This week's episode of DC's Stargirl was one of the most intense of the DC Universe/The CW series to date. After a series of discoveries in last week's Brainwave", this week's "Brainwave, Jr." saw Courtney Whitmore/Stargirl (Brec Bassinger) deal with her mother's discovery of her heroic secret while Henry King, Jr. (Jake Austin Walker) dealt with not only his new powers and some pretty heavy family secrets, but saw both elements collide with the JSA plus Henry teaming up to save his dad and maybe Blue Valley in the process.
The episode was a huge turning point for the series, but also for Henry in particular. The young man found himself confronted with a major choice and some hard truths about everything he thought he knew about himself and his family with everything culminating into a fateful moment that can only be described as "full circle". ComicBook.com had the opportunity to chat with Walker about his character and the journey in a wide-ranging conversation that touched not only on Henry's story but the significance of that story -- one that is all about the paths we choose and how people are always growing and changing.
Before digging into the chat, just a heads up: there will be spoilers for the tenth episode of DC's Stargirl's first season, "Brainwave, Jr." beyond this point.
ComicBook.com: I am so excited to talk to you. I have talked to so many members of the Stargirl cast over the course of the season. I've talked to Geoff Johns a few times, and I don't think it's a mystery, anybody who reads my coverage at this point, to know that I'm a huge fan of the show. So thank you for taking the time to talk with me today.
Jake Austin Walker: Absolutely. I'm a huge fan of the show too. I mean, I'm a little biased, but absolutely.
But you're allowed to be biased. I mean, you definitely play really cool character.
Yeah. I'm so happy to finally be able to talk about it. I feel like I've been having to sit on my hands and just keep my mouth shut. It's been so difficult.prevnext
I've gotten just a tiny taste of that because I've gotten to see screeners and I'm like, "Great. I've got to go rewatch the episode and cry for the 13th time."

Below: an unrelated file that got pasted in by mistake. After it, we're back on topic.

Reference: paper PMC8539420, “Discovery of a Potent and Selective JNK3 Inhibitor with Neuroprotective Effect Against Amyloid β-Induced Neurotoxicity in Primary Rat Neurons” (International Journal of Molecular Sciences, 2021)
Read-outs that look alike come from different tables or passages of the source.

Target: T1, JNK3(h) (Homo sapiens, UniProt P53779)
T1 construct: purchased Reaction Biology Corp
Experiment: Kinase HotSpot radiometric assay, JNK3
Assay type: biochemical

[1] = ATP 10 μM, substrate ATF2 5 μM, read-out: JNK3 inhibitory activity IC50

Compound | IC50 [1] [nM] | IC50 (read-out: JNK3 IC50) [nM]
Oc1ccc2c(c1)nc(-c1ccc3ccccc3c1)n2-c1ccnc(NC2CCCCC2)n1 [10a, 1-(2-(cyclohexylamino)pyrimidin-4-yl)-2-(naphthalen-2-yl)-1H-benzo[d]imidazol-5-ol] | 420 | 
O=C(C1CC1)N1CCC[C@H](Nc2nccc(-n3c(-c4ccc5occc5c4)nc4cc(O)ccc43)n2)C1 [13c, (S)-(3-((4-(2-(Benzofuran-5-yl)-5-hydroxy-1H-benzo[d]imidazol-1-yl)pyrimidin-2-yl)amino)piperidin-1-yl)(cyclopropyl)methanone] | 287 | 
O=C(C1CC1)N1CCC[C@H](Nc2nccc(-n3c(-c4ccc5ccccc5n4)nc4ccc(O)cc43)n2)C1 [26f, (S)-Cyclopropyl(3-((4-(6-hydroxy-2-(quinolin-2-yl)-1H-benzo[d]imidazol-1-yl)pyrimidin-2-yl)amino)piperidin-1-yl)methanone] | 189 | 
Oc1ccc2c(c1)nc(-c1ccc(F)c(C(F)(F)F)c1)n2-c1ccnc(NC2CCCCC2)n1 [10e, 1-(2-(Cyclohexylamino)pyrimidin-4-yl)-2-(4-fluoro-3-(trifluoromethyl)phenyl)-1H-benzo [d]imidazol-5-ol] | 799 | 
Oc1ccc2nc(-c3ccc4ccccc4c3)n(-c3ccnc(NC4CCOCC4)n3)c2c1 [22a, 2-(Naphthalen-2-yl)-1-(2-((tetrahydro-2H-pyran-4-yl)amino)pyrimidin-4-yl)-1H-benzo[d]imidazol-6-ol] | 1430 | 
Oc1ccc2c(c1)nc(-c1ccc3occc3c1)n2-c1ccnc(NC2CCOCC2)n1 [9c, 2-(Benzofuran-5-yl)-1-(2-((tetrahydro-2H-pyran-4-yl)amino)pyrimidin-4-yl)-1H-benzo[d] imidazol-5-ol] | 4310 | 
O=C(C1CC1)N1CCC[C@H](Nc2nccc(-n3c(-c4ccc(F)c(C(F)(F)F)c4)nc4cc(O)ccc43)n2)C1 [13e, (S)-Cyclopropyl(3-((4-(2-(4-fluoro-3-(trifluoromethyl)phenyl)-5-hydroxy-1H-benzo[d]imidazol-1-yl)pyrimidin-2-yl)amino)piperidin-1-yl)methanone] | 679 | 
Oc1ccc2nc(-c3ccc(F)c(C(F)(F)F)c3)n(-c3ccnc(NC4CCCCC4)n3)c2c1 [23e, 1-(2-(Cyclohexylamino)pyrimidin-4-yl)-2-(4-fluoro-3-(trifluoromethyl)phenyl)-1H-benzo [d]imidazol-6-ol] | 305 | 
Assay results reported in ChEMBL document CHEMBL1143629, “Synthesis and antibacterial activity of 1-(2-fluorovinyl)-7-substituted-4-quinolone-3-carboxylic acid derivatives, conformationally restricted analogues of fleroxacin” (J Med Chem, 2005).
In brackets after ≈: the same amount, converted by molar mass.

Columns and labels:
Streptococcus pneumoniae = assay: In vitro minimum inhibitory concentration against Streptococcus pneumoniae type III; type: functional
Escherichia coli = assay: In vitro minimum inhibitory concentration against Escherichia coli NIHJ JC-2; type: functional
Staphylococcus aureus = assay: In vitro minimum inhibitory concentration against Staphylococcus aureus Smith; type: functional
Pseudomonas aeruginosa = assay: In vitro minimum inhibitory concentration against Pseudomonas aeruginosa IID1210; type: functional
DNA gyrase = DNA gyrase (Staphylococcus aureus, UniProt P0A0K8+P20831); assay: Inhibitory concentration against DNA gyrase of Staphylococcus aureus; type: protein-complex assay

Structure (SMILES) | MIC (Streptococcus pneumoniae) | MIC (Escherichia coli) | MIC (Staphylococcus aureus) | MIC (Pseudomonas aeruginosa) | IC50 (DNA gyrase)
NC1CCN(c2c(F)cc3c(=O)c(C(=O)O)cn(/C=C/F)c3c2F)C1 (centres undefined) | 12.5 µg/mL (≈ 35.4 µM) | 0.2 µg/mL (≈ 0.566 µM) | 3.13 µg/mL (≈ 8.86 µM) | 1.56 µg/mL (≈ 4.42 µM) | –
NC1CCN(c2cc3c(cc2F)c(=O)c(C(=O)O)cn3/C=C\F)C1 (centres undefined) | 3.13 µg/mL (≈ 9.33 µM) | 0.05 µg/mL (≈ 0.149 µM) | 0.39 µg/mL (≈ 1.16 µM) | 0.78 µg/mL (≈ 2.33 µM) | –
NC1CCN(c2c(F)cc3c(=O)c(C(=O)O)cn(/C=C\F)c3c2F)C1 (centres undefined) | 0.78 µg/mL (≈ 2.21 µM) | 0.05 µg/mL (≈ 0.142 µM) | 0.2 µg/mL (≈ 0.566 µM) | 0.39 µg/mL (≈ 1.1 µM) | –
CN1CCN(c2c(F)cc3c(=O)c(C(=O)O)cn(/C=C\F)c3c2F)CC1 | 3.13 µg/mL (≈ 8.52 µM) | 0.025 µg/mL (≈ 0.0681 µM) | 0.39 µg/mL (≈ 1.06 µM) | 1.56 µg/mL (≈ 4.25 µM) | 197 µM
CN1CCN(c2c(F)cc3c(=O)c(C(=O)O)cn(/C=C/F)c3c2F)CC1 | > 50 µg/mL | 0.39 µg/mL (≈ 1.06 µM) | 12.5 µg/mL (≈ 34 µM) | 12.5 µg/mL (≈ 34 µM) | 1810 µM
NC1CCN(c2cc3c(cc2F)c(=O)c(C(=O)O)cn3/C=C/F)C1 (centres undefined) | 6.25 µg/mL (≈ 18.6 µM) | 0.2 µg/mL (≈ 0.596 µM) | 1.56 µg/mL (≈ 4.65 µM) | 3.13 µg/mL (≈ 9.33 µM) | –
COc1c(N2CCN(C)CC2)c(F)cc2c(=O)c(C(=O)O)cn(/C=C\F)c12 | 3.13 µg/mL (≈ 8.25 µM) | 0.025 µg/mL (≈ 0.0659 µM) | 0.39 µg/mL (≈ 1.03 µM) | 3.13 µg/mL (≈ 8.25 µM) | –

I know. What's so funny though is, it's the funniest thing, obviously you hate for people to cry, but I'm so in love when I hear that response, because it's all I ever want, you know what I mean? I remember talking to Geoff [Johns, series showrunner] when we were first talking about this arc, and I was like, "Do you think we're going to be able to get the guy that was kind of slut-shaming in the beginning, for people to actually care about him?" And they did it. They did it. Let me tell you what, they really gave him an amazing full circle, growing as a human being.
Absolutely. And what I think is really great, though, is that you didn't have to get to this week's episode to necessarily start caring about him. We start caring about him pretty early on.
Right. Yeah, no, and I mean, I think that just kind of falls to the power of the writing, and just the team really cared so much about it. I remember before we even started, I knew a roundabout way of what was going to happen to my character, but I never knew how we get there. And the one thing I wasn't even, I don't even go as far to say skeptical about, but the one thing I was just a little interested in was how the art was going to pay off. You know what I mean? Because he is such a little punk in the first episode. He definitely makes himself known. That was my biggest joke, it's like the reveal the first episode, you know what I mean?
When you find out he's Brainwave's son, you're just kind of, oh, okay. That makes sense. It's a shocker, but it's not like... I think it's so funny because I was joking with my buddy Hunter [Sansone], who plays Cameron. And we were joking, I was like, "When it's revealed your dad's Icicle and everyone's just, 'Oh my God, how?'" It's like Henry's Brainwave, they're like, "Oh yeah, that makes perfect sense." No, that's good to hear, though. It's super exciting to have the confirmation, even through you, that even in the beginning you already started to care about him. And it's been really cool seeing it come full circle.prevnext
One of the things when we meet him, even before we know what's happened to Yolanda, we're like, dude, this guy's a jerk. He's a jerk, he's a bully. He's entitled. He's all of these totally negative things. And then as he evolves, you start to see that he's not necessarily bad, he's dealing with a lot of internal pain. We find out that his mom has died. We find out his dad's not great.
No, no, he doesn't have the world's best dad mug anywhere in the pantry. I can tell you that. But yeah, that was a really interesting thing with the character were first starting, too, because when you're doing a character, you kind of want to... I mean, everyone has their own rite of passage, but I'm really big on trying to make a journal or something. I know it sounds all artsy fartsy, but I am big on just trying to get to know someone because, especially, I knew my art going in, and so I knew I had a limited amount of time to really figure out who this person was. And I'm very big on, I hate just writing off people as one note. I hate the idea of being, oh, that was their action. That's who they are that see, they're always going to be, especially for characters on a show because it's just like, that's not how people operate.prevnext